Choreographer Jessica Lang’s new work, “Her Door to the Sky,” making its local premiere at PNB this week, is inspired by the “patio door” paintings of Georgia O’Keeffe.
Sometimes, art begets art.
Choreographer Jessica Lang’s new work, “Her Door to the Sky,” making its local premiere at Pacific Northwest Ballet next week, is inspired by the paintings of Georgia O’Keeffe. Lang, first seen at PNB with “The Calling” in 2015, said in a recent interview that she was intrigued by this year’s centennial of O’Keeffe’s first solo exhibition in New York – it seemed a perfect opportunity to explore the artist and her work.
That research took Lang, specifically, to O’Keeffe’s “patio door” series, which began in the mid-1940s. O’Keeffe, inspired by the walled patio and black-painted door of her winter residence north of Santa Fe, created a number of paintings depicting a black door with boxlike shapes beneath it. The art plays with the geometric shapes of the patio; Lang’s ballet, featuring a backdrop with cutouts mirroring those shapes (a large opening suggesting a door, along with smaller windowlike squares through which dancers can be glimpsed), does the same.
Pacific Northwest Ballet: ‘Director’s Choice’
March 17-26, McCaw Hall, Seattle; $30-$187 (206-441-2424 or pnb.org).
“The way O’Keeffe painted them, they looked so flat — it looked like a drop in terms of a door with little windows, as opposed to a door with pavement stones,” said Lang, who designed the ballet’s set. “That’s an interpretation of her work — it’s not literally what she was drawing, it’s a way that it can be seen, and a way I thought would be interesting to view: holes in the drop. She painted them to appear as if it was all flat; she never gave a dimensional line.”
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“Her Door to the Sky,” made for 10 dancers, is set to Benjamin Britten’s “Simple Symphony.” “I was looking for something that gave that kind of support of pastoral grand vistas, this big feeling of space,” Lang said. The costumes, designed by Bradon McDonald (whose name might be familiar to watchers of “Project Runway”) feature “all those magnificent colors that can be found in the West, in the mountains” — vivid earth tones of rust, yellow, green.
Lang, a Juilliard graduate and artistic director of Jessica Lang Dance, has created more than 95 works on companies around the world. Many of them — such as her recent collaboration with architect Steven Holl, presented at Meany Center last November — reflect her interest in “how the body relates to everything around it — not just empty space, but the objects that are in the space as well, and how we create different environments with objects, be it fabric or design or projection. In some way, it’s about creating an overall work that encompasses more than just dance.”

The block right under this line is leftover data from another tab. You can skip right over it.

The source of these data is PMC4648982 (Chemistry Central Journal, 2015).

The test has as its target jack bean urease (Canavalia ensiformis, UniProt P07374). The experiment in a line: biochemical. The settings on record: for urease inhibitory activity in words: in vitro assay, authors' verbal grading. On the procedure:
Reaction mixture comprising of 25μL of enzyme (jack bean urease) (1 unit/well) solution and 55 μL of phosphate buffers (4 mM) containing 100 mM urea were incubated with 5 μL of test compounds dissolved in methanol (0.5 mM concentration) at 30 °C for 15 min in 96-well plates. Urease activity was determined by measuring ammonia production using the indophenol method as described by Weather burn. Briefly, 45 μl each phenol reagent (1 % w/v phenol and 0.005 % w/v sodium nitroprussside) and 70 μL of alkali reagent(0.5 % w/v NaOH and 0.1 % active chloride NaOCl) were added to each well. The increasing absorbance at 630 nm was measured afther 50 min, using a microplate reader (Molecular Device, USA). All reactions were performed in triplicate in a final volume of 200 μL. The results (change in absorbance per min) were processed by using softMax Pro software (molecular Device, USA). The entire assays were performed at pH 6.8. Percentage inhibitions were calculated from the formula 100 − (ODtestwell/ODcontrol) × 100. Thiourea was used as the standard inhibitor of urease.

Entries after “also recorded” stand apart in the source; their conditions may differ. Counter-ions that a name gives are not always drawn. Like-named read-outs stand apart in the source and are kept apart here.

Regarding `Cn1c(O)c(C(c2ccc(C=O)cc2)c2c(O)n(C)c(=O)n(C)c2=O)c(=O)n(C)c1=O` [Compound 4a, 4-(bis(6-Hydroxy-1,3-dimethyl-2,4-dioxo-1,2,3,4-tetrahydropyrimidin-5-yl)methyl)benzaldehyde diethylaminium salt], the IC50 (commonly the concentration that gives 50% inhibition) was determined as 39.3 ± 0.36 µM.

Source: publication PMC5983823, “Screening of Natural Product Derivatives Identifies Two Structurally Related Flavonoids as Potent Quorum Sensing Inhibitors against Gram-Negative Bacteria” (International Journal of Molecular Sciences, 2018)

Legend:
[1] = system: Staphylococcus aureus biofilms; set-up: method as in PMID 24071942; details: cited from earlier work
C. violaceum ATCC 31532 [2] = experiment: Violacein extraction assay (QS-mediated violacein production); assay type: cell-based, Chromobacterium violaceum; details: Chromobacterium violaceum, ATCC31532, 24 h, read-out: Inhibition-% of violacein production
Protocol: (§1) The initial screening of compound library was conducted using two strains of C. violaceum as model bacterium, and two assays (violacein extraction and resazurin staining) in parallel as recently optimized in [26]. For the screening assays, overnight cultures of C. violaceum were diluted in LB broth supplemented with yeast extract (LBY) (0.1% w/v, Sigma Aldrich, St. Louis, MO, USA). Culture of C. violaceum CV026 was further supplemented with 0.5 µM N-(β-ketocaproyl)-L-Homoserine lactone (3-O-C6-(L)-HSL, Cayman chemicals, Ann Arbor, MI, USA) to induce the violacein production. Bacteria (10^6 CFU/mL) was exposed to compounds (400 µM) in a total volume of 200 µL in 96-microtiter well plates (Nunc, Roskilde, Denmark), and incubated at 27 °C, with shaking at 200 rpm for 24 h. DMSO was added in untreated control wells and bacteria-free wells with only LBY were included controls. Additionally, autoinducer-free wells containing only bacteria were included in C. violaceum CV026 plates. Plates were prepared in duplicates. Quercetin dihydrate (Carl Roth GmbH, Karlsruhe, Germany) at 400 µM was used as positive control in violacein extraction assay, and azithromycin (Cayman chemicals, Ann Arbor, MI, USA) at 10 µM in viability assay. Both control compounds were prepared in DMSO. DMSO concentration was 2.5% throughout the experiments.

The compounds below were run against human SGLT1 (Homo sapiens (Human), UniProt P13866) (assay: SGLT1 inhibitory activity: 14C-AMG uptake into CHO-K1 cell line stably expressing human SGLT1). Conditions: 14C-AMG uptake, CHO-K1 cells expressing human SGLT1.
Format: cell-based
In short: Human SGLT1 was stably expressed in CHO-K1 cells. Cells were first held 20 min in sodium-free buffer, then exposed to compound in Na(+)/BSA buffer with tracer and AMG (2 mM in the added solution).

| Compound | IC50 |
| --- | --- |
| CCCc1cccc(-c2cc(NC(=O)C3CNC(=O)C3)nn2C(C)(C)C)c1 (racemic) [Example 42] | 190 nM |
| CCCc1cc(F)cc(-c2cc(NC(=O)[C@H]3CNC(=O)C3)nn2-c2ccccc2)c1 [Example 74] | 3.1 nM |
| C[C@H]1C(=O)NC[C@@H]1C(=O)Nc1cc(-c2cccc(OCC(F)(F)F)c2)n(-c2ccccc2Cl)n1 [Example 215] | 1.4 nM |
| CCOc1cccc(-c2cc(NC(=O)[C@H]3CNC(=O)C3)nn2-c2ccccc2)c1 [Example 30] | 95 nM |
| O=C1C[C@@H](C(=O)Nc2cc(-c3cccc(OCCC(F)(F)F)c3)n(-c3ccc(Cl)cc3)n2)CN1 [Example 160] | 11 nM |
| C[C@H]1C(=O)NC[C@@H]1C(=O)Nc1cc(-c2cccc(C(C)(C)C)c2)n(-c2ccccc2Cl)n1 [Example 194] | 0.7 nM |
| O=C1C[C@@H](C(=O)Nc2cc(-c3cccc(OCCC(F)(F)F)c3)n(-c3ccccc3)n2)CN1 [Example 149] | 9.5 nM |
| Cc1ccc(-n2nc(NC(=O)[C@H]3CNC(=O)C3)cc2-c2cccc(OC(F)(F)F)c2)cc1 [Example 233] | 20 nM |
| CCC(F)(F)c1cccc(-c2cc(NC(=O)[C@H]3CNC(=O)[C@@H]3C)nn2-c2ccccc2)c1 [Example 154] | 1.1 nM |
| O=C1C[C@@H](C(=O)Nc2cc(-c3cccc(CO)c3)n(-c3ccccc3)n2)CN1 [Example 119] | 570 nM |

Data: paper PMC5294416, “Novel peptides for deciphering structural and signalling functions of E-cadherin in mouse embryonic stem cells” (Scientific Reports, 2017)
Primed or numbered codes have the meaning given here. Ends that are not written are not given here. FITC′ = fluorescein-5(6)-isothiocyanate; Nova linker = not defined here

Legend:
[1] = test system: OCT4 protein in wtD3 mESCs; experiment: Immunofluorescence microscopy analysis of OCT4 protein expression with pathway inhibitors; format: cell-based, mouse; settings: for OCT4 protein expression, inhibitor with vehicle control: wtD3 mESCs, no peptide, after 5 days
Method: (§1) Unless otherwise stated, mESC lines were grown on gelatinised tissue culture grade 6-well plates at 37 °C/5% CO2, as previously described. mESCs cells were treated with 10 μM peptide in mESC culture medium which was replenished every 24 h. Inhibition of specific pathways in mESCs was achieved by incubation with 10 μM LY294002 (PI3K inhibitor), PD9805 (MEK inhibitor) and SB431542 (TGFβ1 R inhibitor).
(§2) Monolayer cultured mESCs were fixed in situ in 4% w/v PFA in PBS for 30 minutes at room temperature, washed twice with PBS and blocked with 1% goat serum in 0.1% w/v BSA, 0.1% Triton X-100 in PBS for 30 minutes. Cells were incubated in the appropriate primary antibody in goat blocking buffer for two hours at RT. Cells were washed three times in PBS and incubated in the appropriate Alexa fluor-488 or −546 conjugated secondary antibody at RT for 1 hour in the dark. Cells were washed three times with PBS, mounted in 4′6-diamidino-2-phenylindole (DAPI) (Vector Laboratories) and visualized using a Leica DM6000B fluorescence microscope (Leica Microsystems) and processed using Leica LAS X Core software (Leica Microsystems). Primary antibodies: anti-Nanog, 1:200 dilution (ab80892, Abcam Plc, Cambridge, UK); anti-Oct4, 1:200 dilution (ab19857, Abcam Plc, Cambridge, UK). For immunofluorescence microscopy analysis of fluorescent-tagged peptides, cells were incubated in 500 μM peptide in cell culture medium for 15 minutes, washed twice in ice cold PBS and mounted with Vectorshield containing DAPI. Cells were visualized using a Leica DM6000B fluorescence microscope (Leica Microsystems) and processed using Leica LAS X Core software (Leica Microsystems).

“The Calling,” for example, features a dancer clad in an enormous white skirt that falls in vast, constricting folds; it both defines the dance and creates it. “The ballet didn’t come first — the skirt did,” said Lang, remembering the work’s origins. “I designed it, I asked a costume maker to make it, and I made the dance in it.”
Likewise, the set pieces for “Her Door to the Sky” were in the room as the dance was created. “Without that definition of space, and an understanding of where these little peeking windows are, it would all be left in my imagination. It’s better to create with the objects in space than to add them in later.”
“Her Door to the Sky” made its world premiere at Jacob’s Pillow Dance Festival last summer, and was Lang’s first experience setting a work on PNB’s full company. (“The Calling” is a solo work.) She enthusiastically spoke of the company’s strengths.
“They’re such a strong group of dancers in terms of technique and ability, but they also have a real sense of quality — they don’t seem to be stuck in any kind of ballet box. They seem to be able to do anything,” Lang said. “Their connection to the floor is something rare that you find in a ballet organization. They can stand up and do something so pristine and classically brilliant, and then drop to the floor and connect to it.” Though she wasn’t familiar with the company before Peter Boal’s arrival as artistic director in 2005, she observed that “the rep he has brought has made them very diverse dancers.”
“Her Door to the Sky” will be presented as part of a “Director’s Choice” repertory evening. Also on the bill: the U.S. premiere of David Dawson’s 2015 work, “Empire Noir,” and the return of William Forsythe’s “New Suite,” last seen here in 2015.